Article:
I have a liver disease. When I tell people that, I get The Look. So right away I say, I didn’t get it from drinking too much alcohol. The Look remains. I have something called Primary Sclerosing Cholangitis. PSC. It’s rare, it’s subtle, sometimes not subtle at all, it’s cruel, it’s like being part of a cruel science experiment. There is no treatment. (I'm on the transplant list, and am looking for a live donor now - again.) But they do know it is these things:
1.     an autoimmune disorder
2.     of the bile ducts (which carry away toxins and by-products from your liver
3.     the bile ducts harden on the outside and get inflamed on the inside
4.     sometimes they get completely blocked and they have to go in and open them
5.     hopefully
6.     sometimes they put in stents to keep the ducts open for while, 3 months at the longest
7.     then the stents have to be removed or they cause infections
8.     you get infections anyway, called cholangitis
9.     which quickly turn to blood sepsis. Real fast.
10. You either stay in the hospital and get IV antibiotics or
11. You can stay home and take a couple powerful antibiotics which
12. Wipe your gut flora out
13. Then you have to take A LOT of probiotics, and now I’ve found out
14. Prebiotics (chicory root, raw asparagus – uck, and a few other things like that)
15. And they promote the growth of probiotics in your gut
16. And then you feel better

I read a lot about PSC. In spurts. Lately, since my last bout of cholangitis I have a new symptom. I can’t sleep. The doctor prescribed Ambien (worked for 3 weeks), Lunesta (worked 2 nights) and now Restoril (temazpam). The most sleep I was getting at night was 6 hours. This sounds okay to most people – "Oh, that’s all I ever get!" But I’m sick, I’m fatigued, I am one hurtin’ gator. I need a lot of sleep. About 10 hours a day. So, 6 hours is just a little over half of what I need.

Last night I took two Restoril at 9:15 pm and didn’t wake up till 6:15 am. Nine hours. I feel better, but what I’m looking forward to is a repeat performance. Many of them.

When I visited my hepatologist, Lisa Forman, an awesome, smart, caring physician, last Monday she talked and questioned and listened to me a lot. Then she said, I think you have the early stages of hepatic encephalopathy, the sleep disturbance part. She prescribed Xifaxan 550 mg for me, the preferred and the best treatment. HE is not something you get and then keep from that point on. But it can recur and Xifaxan helps suppress those recurrences. But it’s a very expensive drug. $1393/month retail. Oh, the pharma gives you a $100 coupon good for 6 months. Whoopee. Right now I’m waiting for authorization and pricing from my Medicare Advantage insurance, Anthem Blue Cross-Blue Shield. So far, they’ve been complete assholes with me on just about everything I try to talk to them about. I don’t have much hope of getting this drug.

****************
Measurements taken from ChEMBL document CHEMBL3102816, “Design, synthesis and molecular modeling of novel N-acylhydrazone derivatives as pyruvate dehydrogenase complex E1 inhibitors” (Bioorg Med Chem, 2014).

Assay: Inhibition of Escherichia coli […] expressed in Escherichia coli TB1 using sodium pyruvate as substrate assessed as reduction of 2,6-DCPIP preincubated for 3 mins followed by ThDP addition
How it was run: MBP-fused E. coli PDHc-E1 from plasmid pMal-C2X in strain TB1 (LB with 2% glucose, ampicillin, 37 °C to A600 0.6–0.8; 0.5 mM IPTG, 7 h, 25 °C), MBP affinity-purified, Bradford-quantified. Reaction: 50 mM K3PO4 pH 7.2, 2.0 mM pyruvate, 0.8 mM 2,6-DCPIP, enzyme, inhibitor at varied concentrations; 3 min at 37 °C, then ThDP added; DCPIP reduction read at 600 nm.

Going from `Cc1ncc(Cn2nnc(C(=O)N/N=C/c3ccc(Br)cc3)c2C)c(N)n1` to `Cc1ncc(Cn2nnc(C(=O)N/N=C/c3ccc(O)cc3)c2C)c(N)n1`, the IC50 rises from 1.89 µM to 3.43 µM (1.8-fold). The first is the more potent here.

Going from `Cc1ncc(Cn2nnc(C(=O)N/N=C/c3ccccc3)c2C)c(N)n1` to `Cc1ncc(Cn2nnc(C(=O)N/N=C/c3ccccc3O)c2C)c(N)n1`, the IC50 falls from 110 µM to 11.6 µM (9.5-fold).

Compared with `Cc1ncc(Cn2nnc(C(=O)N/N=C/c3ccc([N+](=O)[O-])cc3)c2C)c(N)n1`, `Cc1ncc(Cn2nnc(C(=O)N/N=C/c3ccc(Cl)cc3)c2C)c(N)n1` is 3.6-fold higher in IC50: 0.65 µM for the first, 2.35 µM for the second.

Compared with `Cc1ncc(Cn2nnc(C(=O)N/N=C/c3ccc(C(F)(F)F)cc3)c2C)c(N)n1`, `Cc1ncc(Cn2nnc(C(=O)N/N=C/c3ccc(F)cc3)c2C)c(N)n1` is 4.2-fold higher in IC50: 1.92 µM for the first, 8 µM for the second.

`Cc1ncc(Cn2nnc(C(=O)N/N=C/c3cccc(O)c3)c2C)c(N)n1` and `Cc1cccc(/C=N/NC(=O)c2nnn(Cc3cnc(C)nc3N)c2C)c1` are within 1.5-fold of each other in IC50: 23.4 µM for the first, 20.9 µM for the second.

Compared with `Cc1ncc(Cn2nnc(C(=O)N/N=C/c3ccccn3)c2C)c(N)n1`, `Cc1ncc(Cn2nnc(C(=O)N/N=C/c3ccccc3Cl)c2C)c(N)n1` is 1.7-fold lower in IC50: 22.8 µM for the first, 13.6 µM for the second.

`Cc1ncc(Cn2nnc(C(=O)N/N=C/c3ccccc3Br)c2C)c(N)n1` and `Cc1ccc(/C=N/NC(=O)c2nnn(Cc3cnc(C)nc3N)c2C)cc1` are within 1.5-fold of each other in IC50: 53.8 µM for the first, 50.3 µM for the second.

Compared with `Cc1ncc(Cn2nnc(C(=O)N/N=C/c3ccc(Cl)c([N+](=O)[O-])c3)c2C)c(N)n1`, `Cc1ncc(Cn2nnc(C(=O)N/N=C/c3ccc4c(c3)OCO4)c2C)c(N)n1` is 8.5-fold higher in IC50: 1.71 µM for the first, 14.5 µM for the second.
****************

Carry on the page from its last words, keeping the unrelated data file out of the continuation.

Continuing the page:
So I read this article in the scientific journal Nature. I’m not a member so my cousin Vann, a med researcher at Duke, emailed it to me. Says that prebiotics and probiotics work well at treating HE. Better than Lactulose. This morning I’m going to a health food store that carries chicory root in bulk for $1.58/bag and add that to my smoothie in the morning.

When I can’t sleep for this long, I begin to worry about having a seizure. I do have a long-standing seizure disorder which is controlled by meds. But the last time I had one was when I had an internal bleed and basically lost all my meds. The medical staff was too busy saving my life to worry about a little ol’ seizure. I was in ICU when I had it, so that was good. I didn’t end up on the floor. That was about 4 years ago. The one before that was 10 years prior to the one in 2008. And they can be caused by a combo of lack of sleep (prolonged) and stress. BUT, I think I’m going to be okay now.

If you've never read it, go look up The Spoon Theory on the website of a woman with lupus. It’s really good. Oh, her URL is . The Spoon Theory is in her menu bar.

I get so many spoons per day. I think yesterday I had about 3 or 4 or 5. I like it when I have 20.Today I think I’ve got about 10. I will use them all up. You know why? Life is good. It’s the only game in town. I want it and I want a good one. I want more people to write to me – or

Or call me – 303-596-0316. Just say hi. I get way too many calls from bill collectors. I need some real laughs! And I need your love. I need it from anywhere I can get it. I am a Love Hog.

You’ll have to look up those terms I threw at you above. I get tired of explaining scientific shit. But if you don’t want to know about it, that’s okay, too. I completely understand.

I love reading your comments here. Not on FB, okay? And please, please, please subscribe. You'll get a blog post from me in your inbox. Easy peasy.

Just don’t give me The Look, okay? Deal.